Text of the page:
Citroen

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February 1878 Andre Citroen was born in Paris on 5th

In 1912, after browsing some of his wife's Polish relatives and seeing a distinguishing group of chevron-toothed wooden gears, he set up a business to make double helical gears and consequently was created the double chevron logo.
 
In 1919, Citroen started constructing motor cars at his Javel works. He employed hitherto unknown (in Europe) mass production techniques borrowed from Henry Ford in the United States and within a year was making 100 cars daily.
 
Along with using mass production, in addition, he furnished cars which were prepared to drive in the factory gates, cars which were fitted with bodies (the standard was for the maker to furnish a chassis on which a coachbuilder would assemble a body assembled to the customer's specs), lights, wheels and tyres. Furthermore, he made a dealer network across his vehicles that were serviced by France and road signs were provided by him for the French road network.
 
Thinking of his clients, in 1921, Citroen created three warehouses with spare parts throughout the nation. A year after a method of hire purchase with the payment period from 12 to 18 months was started. 
 
In 1924, first international offices were opened in Italy, the Netherlands, Germany, Switzerland, Denmark, and Belgium - 17, 000 automobiles were exported there. In the next year a national sales network was created - the amount of offices increased from 200 in 1919 to circa 5,000.
 
The Citroen business quickly developed during World War I. It had been then that Citroen chose to create ammo. From the end of the war, it had made the total of 24,000,000 bullets (up to 10,000 bits a day), that was the greatest amount in comparison to any or all factories making ammunition for the French military. Simultaneously, the business created tanks (Citroen P103). It was also during the war that two prototypes of automobile models were introduced - a lavish one for affluent customers plus a cheaper one for everybody.
 
In 1948, during an exhibit in Paris, Citroen's most famous version - 2CV - was offered, which was to become one of the least expensive cars available in the marketplace. "Ugly Duckling", because it was called due to its ugliness, was built with light metals, it had a canvas sunroof, and the engine with the capability of 375 ccm and just 9 HP.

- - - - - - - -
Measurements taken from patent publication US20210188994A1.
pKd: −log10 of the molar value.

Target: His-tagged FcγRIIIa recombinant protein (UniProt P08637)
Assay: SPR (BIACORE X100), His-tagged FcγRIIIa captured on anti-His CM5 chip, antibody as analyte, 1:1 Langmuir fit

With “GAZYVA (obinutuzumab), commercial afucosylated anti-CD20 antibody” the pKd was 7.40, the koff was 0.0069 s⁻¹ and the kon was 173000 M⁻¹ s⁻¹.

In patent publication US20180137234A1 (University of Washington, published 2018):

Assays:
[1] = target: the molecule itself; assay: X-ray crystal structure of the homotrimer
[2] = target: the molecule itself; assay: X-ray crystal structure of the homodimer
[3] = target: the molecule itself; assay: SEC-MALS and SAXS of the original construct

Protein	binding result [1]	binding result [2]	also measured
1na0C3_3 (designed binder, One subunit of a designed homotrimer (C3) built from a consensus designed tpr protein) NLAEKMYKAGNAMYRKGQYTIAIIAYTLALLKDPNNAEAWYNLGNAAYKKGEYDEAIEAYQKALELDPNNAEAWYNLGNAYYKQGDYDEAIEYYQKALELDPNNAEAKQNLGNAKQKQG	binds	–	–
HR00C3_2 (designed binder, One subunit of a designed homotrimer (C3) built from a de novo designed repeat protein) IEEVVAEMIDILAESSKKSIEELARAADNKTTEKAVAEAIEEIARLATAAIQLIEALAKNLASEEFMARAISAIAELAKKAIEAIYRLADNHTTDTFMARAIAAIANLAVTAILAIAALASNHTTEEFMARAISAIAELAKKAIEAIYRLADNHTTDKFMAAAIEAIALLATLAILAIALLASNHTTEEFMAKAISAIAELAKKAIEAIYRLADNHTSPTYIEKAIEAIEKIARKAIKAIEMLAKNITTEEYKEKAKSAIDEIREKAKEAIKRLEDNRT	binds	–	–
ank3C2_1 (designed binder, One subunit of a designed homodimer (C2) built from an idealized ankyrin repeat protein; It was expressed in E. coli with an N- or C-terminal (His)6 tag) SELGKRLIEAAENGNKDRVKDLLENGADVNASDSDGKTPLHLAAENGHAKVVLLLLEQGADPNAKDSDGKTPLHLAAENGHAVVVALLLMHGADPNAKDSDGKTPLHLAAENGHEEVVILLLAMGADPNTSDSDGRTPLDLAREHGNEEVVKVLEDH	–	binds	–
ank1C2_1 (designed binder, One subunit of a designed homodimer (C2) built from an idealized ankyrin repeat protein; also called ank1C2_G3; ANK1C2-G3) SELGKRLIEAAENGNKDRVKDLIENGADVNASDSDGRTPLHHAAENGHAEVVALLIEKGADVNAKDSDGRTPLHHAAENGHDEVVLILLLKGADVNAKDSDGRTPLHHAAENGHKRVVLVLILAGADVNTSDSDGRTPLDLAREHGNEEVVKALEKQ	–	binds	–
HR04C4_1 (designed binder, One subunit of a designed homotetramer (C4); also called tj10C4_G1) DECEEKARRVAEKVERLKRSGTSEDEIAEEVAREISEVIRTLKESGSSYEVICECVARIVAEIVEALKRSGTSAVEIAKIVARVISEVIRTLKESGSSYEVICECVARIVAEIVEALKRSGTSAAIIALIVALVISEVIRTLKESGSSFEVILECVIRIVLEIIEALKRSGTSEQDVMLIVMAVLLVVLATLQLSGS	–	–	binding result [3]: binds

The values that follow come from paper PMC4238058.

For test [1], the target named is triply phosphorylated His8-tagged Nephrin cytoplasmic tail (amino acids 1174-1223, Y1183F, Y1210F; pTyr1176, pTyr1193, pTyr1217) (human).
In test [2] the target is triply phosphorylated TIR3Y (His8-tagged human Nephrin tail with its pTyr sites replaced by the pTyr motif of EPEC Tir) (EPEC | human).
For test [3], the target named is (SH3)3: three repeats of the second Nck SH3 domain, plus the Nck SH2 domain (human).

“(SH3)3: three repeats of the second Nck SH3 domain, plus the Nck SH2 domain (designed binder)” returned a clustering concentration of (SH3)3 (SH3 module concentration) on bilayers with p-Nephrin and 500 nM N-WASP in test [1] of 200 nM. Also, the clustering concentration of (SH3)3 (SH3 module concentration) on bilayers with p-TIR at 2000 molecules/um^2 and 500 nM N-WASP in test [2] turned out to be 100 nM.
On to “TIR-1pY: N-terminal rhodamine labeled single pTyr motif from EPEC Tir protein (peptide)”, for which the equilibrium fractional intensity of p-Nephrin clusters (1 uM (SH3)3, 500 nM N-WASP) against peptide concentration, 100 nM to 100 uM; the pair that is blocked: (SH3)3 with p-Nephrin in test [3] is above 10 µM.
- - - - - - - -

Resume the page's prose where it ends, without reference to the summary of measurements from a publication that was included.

Citroen took 12,000 orders for the DS by the end of this first day, and it soon became recognized as the preferred manner of transfer among France's rich & most powerful citizens.
 
Near dusk on August 22, 1962, his wife and De Gaulle were riding from the Elysee Palace to Orly Airport. A hail of 140 bullets, many of these coming from behind, killed two of the president's bike bodyguards, shattered the auto's rear window and punctured all four of its tires. Though the Citroen went into a frontwheel skid, De Gaulle's chauffeur was able to hasten out of the skid and drive to security, all because of the auto's exceptional suspension system. His wife and de Gaulle kept their heads down and came out unharmed.
 
Frederick Forsyth dramatized the occasions of that August in his bestselling novel "The Day of the Jackal," later made in to a movie. 
 
In 1969, De Gaulle--understanding that he owed his life to that Citroen--tried to prevent the outright sale of France's highest auto manufacturer (possessed by the Michelin family of tire acclaim) to the Italian automaker Fiat by restricting the position Fiat could purchase to 15 percent.
 
In 1974, Automobiles Peugeot and Automobiles Citroen joined together and 2 yrs after the PSA Peugeot Citroen concern was set up. Both makes have kept a great amount of independency - they have a different sales network, variety of models, and also the make's picture. To be able to save expenses, they share development and research action, buying and investing. Berliet joined the Renault group and left the Citroen group. 
 
In 1978 Peugeot, Fiat and Citroen started to focus on a brand new delivery truck. In Poland, Citroen formally opened its first import and sales division in 1994. 
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